I’m currently working through the project euler puzzles as a way to learn the Haskell programming language. For one problem I needed to generate the power set of a list (the set containing all subsets). I figured it might be in the standard library, which I don’t know well, so I googled it.

What I found on evan_tech was this mind-blowing code snippet:

import Control.Monad

powerset :: [a] -> [[a]]
powerset = filterM (const [True, False])

Yikes! Seems short…and the first two lines are just the includes and the prototype. The entire meat of the function is in the last line. But does it work?

*Main> powerset [1,2,3]
[[1,2,3],[1,2],[1,3],[1],[2,3],[2],[3],[]]

Of course it does .. but how. Check out Evan’s site for details. The short form is that it makes ingenious use of the List monad…which is the most confusing monad (IMHO) because lists seem so cuddly and familiar…lulls one into a false sense of security. Basically, the [True, False] says that for each element in the original list, I’m gonna want lists in the output which both do — and don’t include the original element. Makes sense at a high level…but where’s the looping? Well, turns out the List monad defines its >>= operator (bind) internally as concatMap (which is the only way you could do it…if you think about it). So the “Map” in concatMap generates the iteration.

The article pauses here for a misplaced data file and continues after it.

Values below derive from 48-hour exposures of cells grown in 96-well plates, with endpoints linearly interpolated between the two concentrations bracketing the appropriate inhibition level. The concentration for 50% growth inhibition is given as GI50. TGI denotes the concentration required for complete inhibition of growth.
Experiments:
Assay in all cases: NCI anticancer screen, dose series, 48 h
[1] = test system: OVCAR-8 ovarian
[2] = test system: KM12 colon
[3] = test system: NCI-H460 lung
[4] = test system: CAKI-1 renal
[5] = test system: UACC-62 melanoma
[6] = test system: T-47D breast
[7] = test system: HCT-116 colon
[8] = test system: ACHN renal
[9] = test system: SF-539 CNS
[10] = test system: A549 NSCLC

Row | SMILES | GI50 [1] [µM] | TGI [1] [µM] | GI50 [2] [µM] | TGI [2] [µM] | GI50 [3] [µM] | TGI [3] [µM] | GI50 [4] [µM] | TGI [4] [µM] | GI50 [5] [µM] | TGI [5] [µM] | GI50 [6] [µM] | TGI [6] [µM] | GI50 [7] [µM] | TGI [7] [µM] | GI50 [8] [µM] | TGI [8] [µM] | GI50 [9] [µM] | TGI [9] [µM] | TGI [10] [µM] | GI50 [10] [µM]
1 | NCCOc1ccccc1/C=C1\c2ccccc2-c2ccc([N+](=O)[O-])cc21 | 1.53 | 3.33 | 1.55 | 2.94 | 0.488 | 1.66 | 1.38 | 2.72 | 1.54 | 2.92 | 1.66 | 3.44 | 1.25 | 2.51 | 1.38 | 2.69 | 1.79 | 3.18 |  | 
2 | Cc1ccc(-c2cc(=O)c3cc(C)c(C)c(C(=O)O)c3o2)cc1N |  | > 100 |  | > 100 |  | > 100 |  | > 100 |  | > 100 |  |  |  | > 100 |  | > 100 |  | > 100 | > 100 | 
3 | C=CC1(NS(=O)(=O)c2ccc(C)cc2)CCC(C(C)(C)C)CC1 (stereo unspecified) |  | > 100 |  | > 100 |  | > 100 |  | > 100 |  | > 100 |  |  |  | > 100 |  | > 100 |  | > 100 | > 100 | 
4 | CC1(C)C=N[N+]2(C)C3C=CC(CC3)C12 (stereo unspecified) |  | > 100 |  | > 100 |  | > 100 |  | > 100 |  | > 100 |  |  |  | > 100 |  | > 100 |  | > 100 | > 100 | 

Beautiful.

One Response to “Haskell Power”

I know it’s been ages since you posted this, but I just stumbled across it, and that’s just fantastic. Inefficient as hell, but fantastic none-the-less.

Something to say?